How to Select a Law School
For graduates to take the state bar exam, they must graduate from law schools that are approved by the American Bar Association (ABA). There are only about 200 ABA-accredited schools in the United States. The school's curriculum should offer classes in economics, federal and state law, history, public speaking, philosophy and government. These are in addition to specific law courses, such as securities regulation, criminal trial advocacy and counsel interviewing.
Considerations when choosing a law school include:
- Schools that feature practice and mock trials may allow students to gain practical courtroom experience, and they are overseen by faculty members.
- Consider a school that offers part-time summer and winter work opportunities, such as internships and clerkships within government agencies and corporate law firms. Law schools in major metropolitan areas may offer more internship and employment opportunities.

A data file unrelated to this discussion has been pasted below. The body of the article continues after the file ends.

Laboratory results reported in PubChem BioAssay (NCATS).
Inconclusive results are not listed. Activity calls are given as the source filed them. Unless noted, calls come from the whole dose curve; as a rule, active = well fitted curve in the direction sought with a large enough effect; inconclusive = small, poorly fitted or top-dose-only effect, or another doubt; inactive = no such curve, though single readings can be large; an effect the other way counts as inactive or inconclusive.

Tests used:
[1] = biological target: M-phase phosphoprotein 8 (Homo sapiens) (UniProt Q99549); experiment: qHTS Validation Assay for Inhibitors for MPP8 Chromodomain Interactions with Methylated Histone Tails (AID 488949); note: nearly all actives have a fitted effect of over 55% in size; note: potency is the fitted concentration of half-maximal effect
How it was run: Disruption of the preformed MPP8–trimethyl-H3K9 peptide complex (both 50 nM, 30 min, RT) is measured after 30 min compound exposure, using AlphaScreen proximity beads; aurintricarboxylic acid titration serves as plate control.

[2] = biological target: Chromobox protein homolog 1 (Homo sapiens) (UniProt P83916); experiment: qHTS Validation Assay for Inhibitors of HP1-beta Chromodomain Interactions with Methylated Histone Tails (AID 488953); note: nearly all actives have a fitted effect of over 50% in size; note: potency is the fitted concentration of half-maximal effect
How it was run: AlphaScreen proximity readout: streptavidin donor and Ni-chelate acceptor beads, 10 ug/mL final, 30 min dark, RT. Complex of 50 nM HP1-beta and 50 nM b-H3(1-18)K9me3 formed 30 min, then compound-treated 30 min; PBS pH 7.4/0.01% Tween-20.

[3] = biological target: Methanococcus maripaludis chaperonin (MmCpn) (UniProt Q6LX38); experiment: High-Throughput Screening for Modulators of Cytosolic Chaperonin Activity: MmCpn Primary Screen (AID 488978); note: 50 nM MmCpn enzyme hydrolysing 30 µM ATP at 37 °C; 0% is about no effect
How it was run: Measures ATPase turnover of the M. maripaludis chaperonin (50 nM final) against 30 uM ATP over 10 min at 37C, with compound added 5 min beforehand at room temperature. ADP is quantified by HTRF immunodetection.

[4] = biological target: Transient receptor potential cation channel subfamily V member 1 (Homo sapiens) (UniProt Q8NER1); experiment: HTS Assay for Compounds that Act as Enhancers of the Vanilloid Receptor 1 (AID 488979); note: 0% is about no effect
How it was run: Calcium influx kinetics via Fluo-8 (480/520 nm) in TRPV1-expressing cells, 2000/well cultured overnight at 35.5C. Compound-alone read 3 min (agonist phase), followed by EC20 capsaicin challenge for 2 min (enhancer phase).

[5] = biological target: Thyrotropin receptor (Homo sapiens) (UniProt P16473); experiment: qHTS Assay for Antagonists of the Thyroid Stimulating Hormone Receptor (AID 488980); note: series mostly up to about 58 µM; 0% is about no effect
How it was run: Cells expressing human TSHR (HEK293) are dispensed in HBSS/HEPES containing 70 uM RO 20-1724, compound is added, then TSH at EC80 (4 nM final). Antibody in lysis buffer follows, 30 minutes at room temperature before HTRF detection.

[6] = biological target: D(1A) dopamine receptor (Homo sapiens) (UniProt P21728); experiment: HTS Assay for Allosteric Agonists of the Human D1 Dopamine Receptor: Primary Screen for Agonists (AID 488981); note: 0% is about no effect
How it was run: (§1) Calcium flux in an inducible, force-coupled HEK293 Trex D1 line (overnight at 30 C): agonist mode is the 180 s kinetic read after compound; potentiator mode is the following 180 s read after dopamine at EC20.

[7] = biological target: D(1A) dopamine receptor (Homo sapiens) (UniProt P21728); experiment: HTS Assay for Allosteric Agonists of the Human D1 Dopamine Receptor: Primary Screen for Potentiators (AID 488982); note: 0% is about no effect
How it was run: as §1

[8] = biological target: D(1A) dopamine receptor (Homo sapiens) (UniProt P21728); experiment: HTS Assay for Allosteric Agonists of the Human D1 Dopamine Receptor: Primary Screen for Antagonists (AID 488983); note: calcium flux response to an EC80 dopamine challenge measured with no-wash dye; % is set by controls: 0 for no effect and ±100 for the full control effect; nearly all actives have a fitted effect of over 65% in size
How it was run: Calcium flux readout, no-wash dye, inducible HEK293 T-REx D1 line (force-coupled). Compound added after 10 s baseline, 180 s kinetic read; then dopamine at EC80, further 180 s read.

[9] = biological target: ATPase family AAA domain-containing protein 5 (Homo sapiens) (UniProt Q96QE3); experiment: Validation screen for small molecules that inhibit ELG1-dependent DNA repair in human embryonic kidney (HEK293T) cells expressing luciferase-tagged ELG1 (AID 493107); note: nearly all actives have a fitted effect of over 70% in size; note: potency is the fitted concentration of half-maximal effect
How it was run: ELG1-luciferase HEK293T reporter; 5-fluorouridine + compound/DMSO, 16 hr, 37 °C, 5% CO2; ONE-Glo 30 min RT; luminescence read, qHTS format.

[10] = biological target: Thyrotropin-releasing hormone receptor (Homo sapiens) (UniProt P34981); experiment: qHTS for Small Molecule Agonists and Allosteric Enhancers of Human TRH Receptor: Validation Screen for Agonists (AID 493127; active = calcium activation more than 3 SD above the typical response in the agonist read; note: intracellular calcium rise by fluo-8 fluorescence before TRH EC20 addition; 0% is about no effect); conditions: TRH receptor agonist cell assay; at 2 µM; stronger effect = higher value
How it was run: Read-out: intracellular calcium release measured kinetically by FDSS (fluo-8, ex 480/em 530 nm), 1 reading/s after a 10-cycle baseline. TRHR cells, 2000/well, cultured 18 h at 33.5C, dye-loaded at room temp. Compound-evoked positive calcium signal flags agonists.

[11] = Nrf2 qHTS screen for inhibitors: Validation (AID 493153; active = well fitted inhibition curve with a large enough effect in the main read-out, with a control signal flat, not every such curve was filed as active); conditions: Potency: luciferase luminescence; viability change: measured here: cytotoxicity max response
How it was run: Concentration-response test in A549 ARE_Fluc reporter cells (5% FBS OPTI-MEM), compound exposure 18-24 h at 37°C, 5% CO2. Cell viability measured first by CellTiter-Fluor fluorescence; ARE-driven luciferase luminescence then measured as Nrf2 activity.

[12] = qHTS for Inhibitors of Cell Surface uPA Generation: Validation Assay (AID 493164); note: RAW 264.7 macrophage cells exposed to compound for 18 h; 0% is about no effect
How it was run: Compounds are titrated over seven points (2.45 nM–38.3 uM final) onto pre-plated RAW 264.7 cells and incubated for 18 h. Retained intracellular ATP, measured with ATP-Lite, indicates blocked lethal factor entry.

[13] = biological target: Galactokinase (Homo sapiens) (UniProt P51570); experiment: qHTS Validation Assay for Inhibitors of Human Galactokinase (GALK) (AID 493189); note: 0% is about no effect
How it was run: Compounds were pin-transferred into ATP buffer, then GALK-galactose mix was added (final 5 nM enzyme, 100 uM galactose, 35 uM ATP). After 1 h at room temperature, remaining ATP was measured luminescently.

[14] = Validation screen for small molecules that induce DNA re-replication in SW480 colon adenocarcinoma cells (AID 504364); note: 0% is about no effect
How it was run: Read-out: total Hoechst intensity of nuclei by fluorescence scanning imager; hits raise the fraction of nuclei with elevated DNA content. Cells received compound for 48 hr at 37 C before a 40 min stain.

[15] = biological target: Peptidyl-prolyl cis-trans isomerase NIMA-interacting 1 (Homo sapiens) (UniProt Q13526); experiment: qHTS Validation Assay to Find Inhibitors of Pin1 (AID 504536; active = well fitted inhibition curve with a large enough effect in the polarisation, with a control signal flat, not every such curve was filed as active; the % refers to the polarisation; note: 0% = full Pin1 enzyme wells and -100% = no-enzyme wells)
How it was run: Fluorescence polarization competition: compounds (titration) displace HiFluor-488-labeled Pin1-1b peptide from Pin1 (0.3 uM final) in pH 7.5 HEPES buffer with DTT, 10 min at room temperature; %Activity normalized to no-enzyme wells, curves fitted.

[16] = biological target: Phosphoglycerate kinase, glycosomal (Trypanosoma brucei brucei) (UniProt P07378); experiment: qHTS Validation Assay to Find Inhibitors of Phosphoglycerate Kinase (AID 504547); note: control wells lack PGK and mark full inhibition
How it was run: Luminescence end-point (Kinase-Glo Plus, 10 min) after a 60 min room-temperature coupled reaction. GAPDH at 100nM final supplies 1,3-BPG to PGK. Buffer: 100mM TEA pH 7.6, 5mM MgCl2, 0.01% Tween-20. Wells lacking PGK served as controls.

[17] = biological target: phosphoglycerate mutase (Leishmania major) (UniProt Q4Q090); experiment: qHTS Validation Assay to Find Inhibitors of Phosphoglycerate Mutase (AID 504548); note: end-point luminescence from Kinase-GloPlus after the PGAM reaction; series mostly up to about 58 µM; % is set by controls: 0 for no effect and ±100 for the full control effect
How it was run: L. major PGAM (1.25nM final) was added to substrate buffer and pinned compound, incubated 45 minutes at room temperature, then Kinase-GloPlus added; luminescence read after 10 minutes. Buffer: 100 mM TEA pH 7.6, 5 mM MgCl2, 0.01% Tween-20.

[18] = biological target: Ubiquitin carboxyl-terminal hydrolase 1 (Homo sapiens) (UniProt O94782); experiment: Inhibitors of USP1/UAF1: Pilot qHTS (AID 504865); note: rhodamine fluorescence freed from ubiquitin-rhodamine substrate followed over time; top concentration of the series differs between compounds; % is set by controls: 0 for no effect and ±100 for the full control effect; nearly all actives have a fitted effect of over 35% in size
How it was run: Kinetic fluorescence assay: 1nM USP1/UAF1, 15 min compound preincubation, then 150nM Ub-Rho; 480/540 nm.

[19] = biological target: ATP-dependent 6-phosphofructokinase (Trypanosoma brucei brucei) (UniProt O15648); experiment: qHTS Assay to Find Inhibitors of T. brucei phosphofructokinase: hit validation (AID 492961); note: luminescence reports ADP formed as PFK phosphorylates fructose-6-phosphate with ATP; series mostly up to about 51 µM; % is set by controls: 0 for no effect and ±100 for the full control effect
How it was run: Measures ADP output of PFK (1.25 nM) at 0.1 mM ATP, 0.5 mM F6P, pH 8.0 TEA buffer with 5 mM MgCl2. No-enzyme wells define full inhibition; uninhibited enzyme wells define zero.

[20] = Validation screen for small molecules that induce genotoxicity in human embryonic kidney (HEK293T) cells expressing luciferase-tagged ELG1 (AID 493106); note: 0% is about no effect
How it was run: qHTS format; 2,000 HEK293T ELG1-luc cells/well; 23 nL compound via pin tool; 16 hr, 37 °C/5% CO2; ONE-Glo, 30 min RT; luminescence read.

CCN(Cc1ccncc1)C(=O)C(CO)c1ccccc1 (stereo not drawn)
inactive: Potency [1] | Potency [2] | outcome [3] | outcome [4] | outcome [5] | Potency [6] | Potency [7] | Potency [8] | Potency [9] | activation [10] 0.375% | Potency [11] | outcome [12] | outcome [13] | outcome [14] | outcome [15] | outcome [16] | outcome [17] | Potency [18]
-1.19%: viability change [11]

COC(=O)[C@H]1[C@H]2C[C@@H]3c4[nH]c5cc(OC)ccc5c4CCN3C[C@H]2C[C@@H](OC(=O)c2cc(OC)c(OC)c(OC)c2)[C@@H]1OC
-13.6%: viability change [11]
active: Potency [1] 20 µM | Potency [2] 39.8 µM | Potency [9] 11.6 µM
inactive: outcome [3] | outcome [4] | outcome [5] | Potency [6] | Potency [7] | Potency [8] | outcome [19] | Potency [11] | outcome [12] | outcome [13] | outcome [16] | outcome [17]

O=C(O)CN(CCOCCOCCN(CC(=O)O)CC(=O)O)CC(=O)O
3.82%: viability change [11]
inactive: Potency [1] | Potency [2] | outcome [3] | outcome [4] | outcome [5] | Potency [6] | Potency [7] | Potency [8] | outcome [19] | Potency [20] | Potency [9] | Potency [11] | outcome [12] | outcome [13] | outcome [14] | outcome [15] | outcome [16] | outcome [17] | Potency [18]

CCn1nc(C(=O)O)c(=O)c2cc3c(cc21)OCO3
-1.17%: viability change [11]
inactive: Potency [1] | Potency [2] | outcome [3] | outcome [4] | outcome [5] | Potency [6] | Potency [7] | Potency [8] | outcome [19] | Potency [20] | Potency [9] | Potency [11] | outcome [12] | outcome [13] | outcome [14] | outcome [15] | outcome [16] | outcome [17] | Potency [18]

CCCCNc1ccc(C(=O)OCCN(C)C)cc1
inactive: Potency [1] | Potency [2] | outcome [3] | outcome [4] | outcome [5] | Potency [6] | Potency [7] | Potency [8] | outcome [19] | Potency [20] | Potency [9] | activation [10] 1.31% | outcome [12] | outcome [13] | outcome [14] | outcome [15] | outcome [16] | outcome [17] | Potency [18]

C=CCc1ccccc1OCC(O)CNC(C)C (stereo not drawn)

- Students may want to consider law schools based on a particular specialty, including environmental law, constitutional law, medical law, business law, corporate law, real estate law and international law. While many law schools offer various programs, some schools may be nationally recognized in a particular area of law.
- Students need to make sure they can meet the financial obligations of a particular institution, so they may want to consider in-state public law schools in order to take advantage of their proximity and in-state tuition.
Top Ten Law Schools
|University of Chicago||Private|
|New York University||Private|
|University of Pennsylvania||Private|
|University of California - Berkeley||Public|
|University of Virginia||Public|